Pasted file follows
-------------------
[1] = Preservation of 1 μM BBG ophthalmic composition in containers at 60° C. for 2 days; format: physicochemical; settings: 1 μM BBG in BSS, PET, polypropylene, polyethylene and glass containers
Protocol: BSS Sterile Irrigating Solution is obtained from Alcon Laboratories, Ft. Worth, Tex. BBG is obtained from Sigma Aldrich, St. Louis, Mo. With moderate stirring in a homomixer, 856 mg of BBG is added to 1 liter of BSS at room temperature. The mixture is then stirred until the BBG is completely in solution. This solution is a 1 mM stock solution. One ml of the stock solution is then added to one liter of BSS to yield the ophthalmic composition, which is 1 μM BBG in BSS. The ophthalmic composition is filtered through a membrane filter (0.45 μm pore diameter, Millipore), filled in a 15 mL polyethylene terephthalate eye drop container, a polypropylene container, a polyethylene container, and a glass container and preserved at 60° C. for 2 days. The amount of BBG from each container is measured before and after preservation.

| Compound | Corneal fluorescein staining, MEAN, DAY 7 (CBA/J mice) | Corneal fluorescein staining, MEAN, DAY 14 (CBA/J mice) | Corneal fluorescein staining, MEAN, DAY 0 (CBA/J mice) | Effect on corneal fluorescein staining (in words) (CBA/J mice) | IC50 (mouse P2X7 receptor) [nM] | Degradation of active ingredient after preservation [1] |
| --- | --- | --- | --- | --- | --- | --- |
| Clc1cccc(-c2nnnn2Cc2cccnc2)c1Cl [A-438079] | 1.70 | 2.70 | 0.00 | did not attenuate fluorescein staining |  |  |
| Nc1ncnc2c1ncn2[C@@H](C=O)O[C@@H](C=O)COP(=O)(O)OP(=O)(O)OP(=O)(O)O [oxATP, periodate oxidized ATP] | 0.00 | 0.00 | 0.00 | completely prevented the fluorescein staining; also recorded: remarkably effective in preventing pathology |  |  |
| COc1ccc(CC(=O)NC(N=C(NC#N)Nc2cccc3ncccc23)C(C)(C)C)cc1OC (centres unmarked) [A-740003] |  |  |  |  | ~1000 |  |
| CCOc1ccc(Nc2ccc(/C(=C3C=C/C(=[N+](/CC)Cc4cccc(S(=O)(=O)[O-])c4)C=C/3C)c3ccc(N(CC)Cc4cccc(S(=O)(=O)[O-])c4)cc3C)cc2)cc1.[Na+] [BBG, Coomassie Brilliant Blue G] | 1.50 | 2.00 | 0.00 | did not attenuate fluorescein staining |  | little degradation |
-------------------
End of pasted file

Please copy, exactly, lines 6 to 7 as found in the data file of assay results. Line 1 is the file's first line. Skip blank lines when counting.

| Nc1ncnc2c1ncn2[C@@H](C=O)O[C@@H](C=O)COP(=O)(O)OP(=O)(O)OP(=O)(O)O [oxATP, periodate oxidized ATP] | 0.00 | 0.00 | 0.00 | completely prevented the fluorescein staining; also recorded: remarkably effective in preventing pathology |  |  |
| COc1ccc(CC(=O)NC(N=C(NC#N)Nc2cccc3ncccc23)C(C)(C)C)cc1OC (centres unmarked) [A-740003] |  |  |  |  | ~1000 |  |